Before they became the darling of the health food-crowd, sweet potatoes were the kind of food Americans primarily thought of as a holiday staple, and ate doused in butter and even more sweetness in the form of marshmallows and brown sugar. But, as it turns out, all those nutrition-obsessed bloggers weren’t wrong to substitute regular French fries with sweet potato fries, as the tuber happens to have a ridiculously high amount of vitamin A. (Like, orders of magnitude greater than your average white spud, and three times more than the FDA suggests for your recommended daily amount.) So if you really are looking for small, achievable ways to improve your healthy eating habits, substituting sweet potatoes for the regular kind isn’t a bad place to start. Or maybe you’re just riding the seasonal produce train straight through to Root Vegetable Town and are in need of new ideas for how to use these cold-weather staples for the foreseeable future. Or you just really enjoy making naturally sweet foods taste sweeter—whatever, you do you, marshmallow lovers. We’ve got a collection of sweet potato recipes from the archives here just for you.
Sadly, marshmallows are not vegan. So to keep as true to form as possible for this casserole, we topped it with a cinnamon-brown-sugar-pecan crumble.
Just before serving, this baked root veg mash gets a few minutes in a 450°F oven for a nice golden brown crust on top.
A light cornstarch batter gives these sweet potato fries an extra layer of crunch for an ideal side to your favorite burger.
Really commit to the health food lifestyle and forego frying altogether. Our culinary director Farideh Sadeghin also suggests tossing these fries, before they go in the oven, in a spice mix of your choice, like curry powder, Old Bay, or za’atar.
Double down on the sweetness here with a can of sweetened condensed milk in the custard of this pie, then cut through it with a crème fraiche whipped cream.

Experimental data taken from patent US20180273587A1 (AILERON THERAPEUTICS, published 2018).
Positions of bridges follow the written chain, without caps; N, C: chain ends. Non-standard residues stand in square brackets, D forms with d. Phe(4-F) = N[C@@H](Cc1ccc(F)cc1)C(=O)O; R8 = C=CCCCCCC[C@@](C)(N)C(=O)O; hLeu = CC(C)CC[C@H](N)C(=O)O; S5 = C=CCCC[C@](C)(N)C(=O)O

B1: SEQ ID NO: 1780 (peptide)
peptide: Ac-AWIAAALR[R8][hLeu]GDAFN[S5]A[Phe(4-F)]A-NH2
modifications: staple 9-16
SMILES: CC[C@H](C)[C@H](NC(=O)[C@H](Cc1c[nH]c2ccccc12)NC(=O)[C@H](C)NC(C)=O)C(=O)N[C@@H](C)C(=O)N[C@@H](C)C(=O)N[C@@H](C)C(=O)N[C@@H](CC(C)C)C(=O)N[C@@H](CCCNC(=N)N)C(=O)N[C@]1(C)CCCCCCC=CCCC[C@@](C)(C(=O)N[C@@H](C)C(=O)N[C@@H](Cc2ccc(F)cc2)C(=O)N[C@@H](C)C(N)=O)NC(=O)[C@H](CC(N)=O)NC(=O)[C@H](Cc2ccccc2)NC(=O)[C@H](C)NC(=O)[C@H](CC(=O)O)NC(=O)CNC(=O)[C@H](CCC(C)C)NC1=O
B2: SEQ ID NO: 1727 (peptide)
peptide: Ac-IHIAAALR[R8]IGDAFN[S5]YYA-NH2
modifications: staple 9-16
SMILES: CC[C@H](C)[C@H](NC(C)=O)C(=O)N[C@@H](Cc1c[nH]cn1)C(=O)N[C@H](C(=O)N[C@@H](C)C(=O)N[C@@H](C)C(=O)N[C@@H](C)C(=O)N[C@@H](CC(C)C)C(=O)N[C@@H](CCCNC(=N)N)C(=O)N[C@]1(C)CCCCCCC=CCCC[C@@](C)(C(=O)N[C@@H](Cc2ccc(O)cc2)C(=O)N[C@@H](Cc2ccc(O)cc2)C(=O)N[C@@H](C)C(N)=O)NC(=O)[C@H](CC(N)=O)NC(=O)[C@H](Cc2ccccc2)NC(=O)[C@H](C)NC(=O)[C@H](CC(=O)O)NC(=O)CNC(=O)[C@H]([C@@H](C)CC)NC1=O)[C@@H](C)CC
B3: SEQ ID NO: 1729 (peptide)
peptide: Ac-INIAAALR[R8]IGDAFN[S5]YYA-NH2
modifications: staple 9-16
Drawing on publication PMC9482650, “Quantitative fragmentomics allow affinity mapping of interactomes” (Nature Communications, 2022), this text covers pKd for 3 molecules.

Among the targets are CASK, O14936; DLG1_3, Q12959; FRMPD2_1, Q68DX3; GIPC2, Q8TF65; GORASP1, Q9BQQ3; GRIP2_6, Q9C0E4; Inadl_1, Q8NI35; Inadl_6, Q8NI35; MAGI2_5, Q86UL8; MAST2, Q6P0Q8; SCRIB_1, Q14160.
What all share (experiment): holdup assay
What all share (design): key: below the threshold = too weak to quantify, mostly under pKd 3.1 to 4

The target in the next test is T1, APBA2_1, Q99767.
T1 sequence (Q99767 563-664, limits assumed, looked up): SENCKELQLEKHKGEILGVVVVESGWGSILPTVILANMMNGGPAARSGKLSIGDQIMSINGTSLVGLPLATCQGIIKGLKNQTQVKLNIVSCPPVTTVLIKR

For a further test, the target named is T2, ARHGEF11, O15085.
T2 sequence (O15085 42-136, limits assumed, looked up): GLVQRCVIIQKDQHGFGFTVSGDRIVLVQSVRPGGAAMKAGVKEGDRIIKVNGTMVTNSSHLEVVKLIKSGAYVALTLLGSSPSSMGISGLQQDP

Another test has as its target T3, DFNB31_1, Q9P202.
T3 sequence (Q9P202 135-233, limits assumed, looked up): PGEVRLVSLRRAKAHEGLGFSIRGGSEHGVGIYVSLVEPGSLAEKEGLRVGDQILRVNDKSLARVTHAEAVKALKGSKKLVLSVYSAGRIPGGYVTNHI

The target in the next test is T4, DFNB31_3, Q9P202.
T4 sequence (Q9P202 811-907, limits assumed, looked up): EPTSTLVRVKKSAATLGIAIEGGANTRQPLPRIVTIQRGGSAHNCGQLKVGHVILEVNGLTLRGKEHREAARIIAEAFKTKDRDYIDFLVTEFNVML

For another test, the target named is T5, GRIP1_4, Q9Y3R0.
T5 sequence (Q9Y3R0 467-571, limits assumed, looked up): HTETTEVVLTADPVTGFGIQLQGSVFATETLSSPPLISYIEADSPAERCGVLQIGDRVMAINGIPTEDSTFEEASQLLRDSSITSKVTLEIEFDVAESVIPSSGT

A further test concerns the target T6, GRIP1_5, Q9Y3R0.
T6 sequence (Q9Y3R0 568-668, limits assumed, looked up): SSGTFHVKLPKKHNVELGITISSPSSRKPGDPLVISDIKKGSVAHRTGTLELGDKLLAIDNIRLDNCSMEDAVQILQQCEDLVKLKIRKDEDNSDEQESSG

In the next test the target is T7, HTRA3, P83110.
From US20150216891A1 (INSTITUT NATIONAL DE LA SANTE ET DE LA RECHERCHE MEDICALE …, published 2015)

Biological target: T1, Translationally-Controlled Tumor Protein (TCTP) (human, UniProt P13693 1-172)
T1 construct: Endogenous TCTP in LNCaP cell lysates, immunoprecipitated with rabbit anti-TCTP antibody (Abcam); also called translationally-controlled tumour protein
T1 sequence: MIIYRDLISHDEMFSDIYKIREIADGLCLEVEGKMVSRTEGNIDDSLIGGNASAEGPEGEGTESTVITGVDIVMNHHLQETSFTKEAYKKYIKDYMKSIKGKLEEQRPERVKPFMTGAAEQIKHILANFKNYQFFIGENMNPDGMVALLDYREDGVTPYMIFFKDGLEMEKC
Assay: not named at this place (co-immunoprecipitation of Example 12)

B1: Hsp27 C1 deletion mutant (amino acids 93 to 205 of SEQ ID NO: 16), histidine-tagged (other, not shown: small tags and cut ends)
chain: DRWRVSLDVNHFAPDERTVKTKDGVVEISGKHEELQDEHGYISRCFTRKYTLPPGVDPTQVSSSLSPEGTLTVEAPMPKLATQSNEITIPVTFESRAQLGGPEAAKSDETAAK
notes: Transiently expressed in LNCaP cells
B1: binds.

Warm, ooey-gooey brie and a little bit of honey make perfect sense with sweet potatoes, but what really sets this dish off is the sprinkling of chili flakes for just a little heat.
Creamy mashed sweet potatoes studded with English walnuts for a little texture, then topped with deeply caramelized onions, make for a surprising addition to your holiday table, or just the dinner table any night of the week.
Sweet potatoes get more of a savory treatment in this soup, brightened up with fresh ginger, lemongrass, makrut lime leaves, and red curry paste.
Sure, you could throw all of your Thanksgiving leftovers onto a sandwich the next day, but turning them into pizza toppings is even better.
This spicy, acidic ceviche needs a sweet, fatty background, and buttery mashed sweet potatoes with grilled avocados are just the right match.
Korean sweet potatoes have more of a red or purple-ish skin with white insides, as opposed to the all-orange tubers you might find more commonly at the supermarket, but they taste just as sweet and homey in this classic holiday dish.
This is a truly luxurious appetizer that would feel right at home on a holiday table, but would probably be just as much of a crowd pleaser as a finger food for your next party.
The best part about cooking with root vegetables in the long cold months ahead is that they’re super easy to cook all at the same time, thrown together into the same dish, because their flavors are so complimentary. Here, this two-step mash comes together in under 25 minutes.
Autumn. On. A. Plate. Next!
This chickpea socca pancake is delicious on its own, for a light breakfast or snack, but with this subtly spicy sweet potato puree and a fried egg on top, it’s a sublime experience.
Ahhh, the rainbow-esque bounty of the fall farmer’s market!
And if all else fails and you’re sick and tired of all those healthy sweet potatoes, slice ‘em up real thin and drop ‘em in a fryer til they’re extra golden and crispy.
This article originally appeared on Munchies US.